2Mentoring has seen remarkablepublicity and popularity in recent years. This can beattributed both to its common-sense appeal—youngpeople need supportive relationships with adults tofoster their development—and to recent evidencesupporting the social and academic benefits ofmentoring (Tierney and Grossman, 1995). Yet, onthe ground, traditional, community-based programshave difficulty finding volunteers to meet with themany youth who could benefit from their guidanceand friendship.Many potential volunteers do not want to make along-term commitment, while others dislike thelogistical burden of meeting a child at differentplaces in the community or prefer more structuredinteractions for which they do not have to plan aset of activities. Still others are uncomfortable withthe “pure friendship” focus of community-basedmentoring relationships.At the same time, increasing pressure on schools toimprove academic performance and meet academicstandards has compelled these institutions to lookfor ways to help students succeed. Mentoring couldhelp fill this need. It provides youth with one-onone attention—attention that can easily be tailoredto a child’s specific needs—and has a proven trackrecord of bolstering youth’s academic performance.This combination of obstacle and need has contributed to the development and rapid growthof school-based approaches to mentoring. Suchapproaches offer volunteers the option of developing shorter-term relationships with youth in a relatively structured, supervised environment. They alsoallow volunteers to meet with youth in a set placewithout having to coordinate transportation andactivities. And, they offer schools a low-cost way tohelp youth succeed.Many mentoring agencies are thus forging relationships with schools in their communities to developprograms in which children are mentored duringthe school day, engaging with their mentor in bothacademic and social activities for about one hourSchool-Based Mentoring: A Closer Looka week. This approach is growing rapidly nationwide, particularly in Big Brothers Big Sisters ofAmerica (BBBSA), the largest and longest-operatingmentoring program in the country. The number ofBBBS school-based matches grew from 27,000 in1999 to 90,000 in 2002, an increase of 233 percent.This compares with an 8.7 percent increase incommunity-based matches—from 92,000 to 100,000—during the same period.P/PV has published two recent reports on theschool-based mentoring (SBM) model. In the first(Herrera, 1999), we visited two BBBS SBM programsand described the approach, the mentors and youthinvolved, and some of the implications for thematch of meeting in the school setting. In the second, we surveyed mentors from school-based andcommunity-based programs nationwide to learnmore about mentors’ views on relationship development in both contexts (Herrera et al., 2000).These studies yielded some promising findingsabout SBM. First, similar to recent findings byBBBSA (Curtis and Hansen, 1999), we found thatschool-based programs are reaching many volunteerswho might not have been reached by communitybased programs. School-based mentors are morelikely to be ethnic minorities than mentors in community-based programs, and are more likely to fallinto older (50 or over) and younger (21 or under)age groups, due, in part, to fewer transportationrequirements for mentors in site-based programs.Involving new groups of volunteers means thatschool-based programs are reaching people whootherwise might not have become mentors and thatthese programs are complementing, rather thancompeting with, community-based programs for thisscarce resource.Second, because school staff instead of parentsusually refer youth to SBM programs—referringtheir most needy students who often lack parentalsupport—the studies suggest that these programsmay be reaching underserved groups of youth whooften have academic, social or behavioral problems (Curtis and Hansen, 1999; Herrera, 1999).

IntroductionBBBSA recently reported that these youth may alsodiffer demographically: school-based programs intheir study served younger youth, more boys, moreminority youth and more youth from two-parentfamilies than community-based programs (Curtisand Hansen, 1999).Third, we found that strong relationships can beformed in this context. Although the relationshipsdeveloped in school-based programs are, on average, less close than those developed in communitybased programs, a sizable number (about a third)of school-based mentors (compared to 45 percentof community-based mentors) feel very close totheir mentees (Herrera et al., 2000). School-basedrelationships are also comparable to those incommunity-based programs in mentors’ reportsof efforts to provide youth with support.Finally, and most importantly, we found some preliminary indications that youth may benefit bothacademically and socially from SBM programs.Other studies also support the potential effectiveness of this approach. For example, a recent studyby BBBSA shows decreases in grade retention andtardiness, as well as improvements in attendance,grades and classroom participation (Hansen, 2001).But studies also suggest that benefits only accrueafter relationships have had a chance to develop. Leeand Cramond (1999), for example, found that onlyyouth matched for more than one year increased intheir levels of aspiration. And in a study by Slickerand Palmer (1993), youth who met with their schoolbased mentors at least three times a week had lowerdropout rates than youth who were never matchedwith a mentor, while youth whose matches terminated prematurely had lower self-concept scoresthan youth in the control group. These findings onthe length of relationships and frequency of meetings have important implications for the potentialbenefits of SBM programs, because school-basedmatches are generally restricted to meetings duringthe school year and, in most cases, those meetingsoccur just once a week.3This study follows up on some of the issues raised inthese recent evaluations. By surveying youth, mentors, teachers and case managers from three BBBSschool-based programs, including the two programsinvolved in P/PV’s 1999 study, we hoped to delvemore deeply into some of the areas addressed inour earlier report as well as issues examined in otherrecent studies. Our goal was to provide greaterinsight into SBM before a more definitive impactstudy is conducted.In particular, we were able to more fully addressseveral questions hinted at in our initial studies,including:1. What are the characteristics of mentor-youthmatches in school-based programs?School-based matches are generally consideredto differ from those in community-based programs in several ways, including how mentorsand youth are matched, how long matches lastand what activities the mentors and youth engagein together. This report describes those characteristics for the matches in our sample.2. What is the quality of the relationships?Although Herrera et al. (2000) described relationships in SBM programs, they measuredrelationship quality from only the mentor’s perspective. This report also describes the youth’sperspective and discusses factors—including thementor’s approach, support from the agencyand the school, and matching criteria—that mayaffect the quality of the mentor-youth relationship.3. What kinds of benefits may be gained frominvolvement?Although a few studies have provided somepreliminary evidence of the effectiveness of SBM,most have focused on fairly limited outcomes,including attendance, grades and self-esteem.This study looks at a range of potential benefits—including youth’s attitude toward school, classroombehavior, school effort, parent involvement andpeer relationships—in order to discern what outcomes SBM seems likely to affect. Because studiessuggest that match duration is an important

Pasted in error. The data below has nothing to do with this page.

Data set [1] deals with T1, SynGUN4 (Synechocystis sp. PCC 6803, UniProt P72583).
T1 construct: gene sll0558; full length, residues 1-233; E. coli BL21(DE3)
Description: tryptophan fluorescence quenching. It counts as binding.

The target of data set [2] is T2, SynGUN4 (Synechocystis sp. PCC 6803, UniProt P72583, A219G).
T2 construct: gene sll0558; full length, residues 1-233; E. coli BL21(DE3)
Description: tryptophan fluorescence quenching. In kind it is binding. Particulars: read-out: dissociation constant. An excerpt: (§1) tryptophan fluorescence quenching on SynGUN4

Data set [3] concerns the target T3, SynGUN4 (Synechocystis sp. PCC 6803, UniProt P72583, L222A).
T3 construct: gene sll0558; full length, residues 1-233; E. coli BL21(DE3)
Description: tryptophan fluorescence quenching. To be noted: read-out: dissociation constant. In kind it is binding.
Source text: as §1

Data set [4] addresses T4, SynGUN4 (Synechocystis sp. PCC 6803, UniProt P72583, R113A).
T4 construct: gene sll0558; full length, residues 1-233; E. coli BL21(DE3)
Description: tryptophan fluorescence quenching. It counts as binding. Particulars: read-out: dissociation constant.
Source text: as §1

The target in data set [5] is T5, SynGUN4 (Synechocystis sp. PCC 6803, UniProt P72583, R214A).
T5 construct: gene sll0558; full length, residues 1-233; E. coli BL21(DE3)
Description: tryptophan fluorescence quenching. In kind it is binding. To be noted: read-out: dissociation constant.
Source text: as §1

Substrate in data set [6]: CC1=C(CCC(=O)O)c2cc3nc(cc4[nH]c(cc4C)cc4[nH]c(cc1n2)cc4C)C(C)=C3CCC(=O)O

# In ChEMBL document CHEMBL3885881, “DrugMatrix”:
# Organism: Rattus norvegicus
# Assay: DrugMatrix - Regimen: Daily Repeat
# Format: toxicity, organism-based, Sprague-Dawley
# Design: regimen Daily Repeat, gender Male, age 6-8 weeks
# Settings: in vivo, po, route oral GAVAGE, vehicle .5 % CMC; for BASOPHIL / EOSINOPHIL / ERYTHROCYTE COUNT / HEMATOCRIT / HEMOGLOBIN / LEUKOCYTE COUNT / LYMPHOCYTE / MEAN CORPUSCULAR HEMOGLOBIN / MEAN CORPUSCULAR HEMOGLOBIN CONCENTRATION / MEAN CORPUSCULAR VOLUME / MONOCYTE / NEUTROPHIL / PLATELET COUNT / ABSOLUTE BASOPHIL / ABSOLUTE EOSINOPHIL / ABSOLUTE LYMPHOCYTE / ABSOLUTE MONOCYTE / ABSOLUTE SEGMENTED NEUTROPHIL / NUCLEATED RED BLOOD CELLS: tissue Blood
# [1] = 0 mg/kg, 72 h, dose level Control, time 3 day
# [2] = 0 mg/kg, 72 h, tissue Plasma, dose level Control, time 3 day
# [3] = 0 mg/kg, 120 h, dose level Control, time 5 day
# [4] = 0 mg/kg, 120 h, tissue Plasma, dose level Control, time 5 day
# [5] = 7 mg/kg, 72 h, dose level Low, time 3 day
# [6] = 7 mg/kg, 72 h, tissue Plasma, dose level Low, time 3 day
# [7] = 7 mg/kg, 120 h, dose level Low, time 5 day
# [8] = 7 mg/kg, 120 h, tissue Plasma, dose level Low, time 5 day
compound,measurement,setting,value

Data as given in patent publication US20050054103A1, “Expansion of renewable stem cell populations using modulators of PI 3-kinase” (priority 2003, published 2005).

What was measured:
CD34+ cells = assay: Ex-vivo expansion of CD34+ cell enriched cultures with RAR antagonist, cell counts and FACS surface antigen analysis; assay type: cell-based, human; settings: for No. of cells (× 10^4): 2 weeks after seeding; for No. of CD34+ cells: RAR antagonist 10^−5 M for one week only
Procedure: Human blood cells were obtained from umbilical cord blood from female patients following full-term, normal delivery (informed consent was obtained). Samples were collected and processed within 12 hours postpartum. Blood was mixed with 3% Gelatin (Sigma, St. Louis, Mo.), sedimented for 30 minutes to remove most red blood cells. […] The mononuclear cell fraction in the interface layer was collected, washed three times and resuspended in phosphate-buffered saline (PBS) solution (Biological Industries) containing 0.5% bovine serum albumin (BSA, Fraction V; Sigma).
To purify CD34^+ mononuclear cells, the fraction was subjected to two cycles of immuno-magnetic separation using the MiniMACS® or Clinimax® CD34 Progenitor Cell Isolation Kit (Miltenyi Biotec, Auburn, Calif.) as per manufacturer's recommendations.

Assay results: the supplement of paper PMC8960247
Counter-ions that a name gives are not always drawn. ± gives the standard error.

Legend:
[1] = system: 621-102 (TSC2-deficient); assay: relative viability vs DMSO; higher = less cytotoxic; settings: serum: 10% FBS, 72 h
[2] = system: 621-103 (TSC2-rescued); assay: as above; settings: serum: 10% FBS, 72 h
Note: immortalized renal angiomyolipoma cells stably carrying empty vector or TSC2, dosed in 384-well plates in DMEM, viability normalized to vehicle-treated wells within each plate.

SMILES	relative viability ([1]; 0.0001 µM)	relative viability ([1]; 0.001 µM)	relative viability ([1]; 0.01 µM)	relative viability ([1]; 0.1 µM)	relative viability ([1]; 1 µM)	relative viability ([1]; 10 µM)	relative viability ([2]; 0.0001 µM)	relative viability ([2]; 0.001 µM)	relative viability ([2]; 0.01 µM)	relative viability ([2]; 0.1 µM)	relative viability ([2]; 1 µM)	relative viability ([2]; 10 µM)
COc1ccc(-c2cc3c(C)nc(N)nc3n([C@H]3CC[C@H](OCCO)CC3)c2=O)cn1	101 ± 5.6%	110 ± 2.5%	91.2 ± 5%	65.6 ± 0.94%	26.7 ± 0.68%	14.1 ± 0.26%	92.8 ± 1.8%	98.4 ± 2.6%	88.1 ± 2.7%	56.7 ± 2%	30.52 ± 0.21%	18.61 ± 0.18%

4School-Based Mentoring: A Closer Lookfactor in youth benefits, we examine associationsbetween the length of the match and changes inthe youth.To address these questions, we surveyed youth andteachers at the beginning and end of the 19992000 school year in three BBBS school-based programs. Additionally, mentors and case managerswere surveyed at the end of the school year. Youthand teacher surveys were administered by on-siteresearchers;1 all other surveys were administeredby mail. The surveys were brief, asking about topicsthat included youth’s academic and social behaviorand attitudes, qualities of the mentor-youth relationship and activities the pair engaged in, as wellas the provision of support by the BBBS agency andschool staff. (For more information on our methodology, response rates and the content of these surveys,